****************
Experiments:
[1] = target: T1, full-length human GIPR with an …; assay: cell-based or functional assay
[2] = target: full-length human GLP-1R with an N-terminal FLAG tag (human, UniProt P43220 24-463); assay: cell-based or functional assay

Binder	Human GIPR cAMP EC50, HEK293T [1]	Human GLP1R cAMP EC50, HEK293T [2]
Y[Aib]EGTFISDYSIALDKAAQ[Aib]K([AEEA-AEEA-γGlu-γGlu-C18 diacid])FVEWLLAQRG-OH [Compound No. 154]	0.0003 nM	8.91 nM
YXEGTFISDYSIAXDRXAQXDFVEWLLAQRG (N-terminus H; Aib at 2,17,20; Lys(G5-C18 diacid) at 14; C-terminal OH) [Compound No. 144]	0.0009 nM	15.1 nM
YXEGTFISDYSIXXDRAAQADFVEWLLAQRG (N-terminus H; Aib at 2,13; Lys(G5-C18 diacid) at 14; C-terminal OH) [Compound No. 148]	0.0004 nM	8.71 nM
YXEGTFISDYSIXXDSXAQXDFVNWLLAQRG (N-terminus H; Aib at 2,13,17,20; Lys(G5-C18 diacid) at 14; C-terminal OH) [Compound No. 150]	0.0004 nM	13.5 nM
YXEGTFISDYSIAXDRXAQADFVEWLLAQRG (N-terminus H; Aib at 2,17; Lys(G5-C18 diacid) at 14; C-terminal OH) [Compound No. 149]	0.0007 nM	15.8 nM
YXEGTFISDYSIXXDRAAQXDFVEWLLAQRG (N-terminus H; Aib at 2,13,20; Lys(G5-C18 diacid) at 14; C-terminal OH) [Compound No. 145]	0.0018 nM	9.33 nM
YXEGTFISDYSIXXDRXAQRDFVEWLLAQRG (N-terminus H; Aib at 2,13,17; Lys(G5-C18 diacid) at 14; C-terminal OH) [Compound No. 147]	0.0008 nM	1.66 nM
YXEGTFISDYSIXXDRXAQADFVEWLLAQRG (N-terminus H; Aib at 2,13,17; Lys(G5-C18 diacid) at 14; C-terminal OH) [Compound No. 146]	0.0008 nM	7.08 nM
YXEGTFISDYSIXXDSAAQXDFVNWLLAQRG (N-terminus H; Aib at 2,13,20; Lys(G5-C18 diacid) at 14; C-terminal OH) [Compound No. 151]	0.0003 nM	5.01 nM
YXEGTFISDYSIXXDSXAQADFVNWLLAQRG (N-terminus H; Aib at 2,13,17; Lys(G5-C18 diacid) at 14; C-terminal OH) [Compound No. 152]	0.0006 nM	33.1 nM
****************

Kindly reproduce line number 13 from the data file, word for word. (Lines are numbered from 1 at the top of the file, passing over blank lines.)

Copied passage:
YXEGTFISDYSIXXDSAAQXDFVNWLLAQRG (N-terminus H; Aib at 2,13,20; Lys(G5-C18 diacid) at 14; C-terminal OH) [Compound No. 151]	0.0003 nM	5.01 nM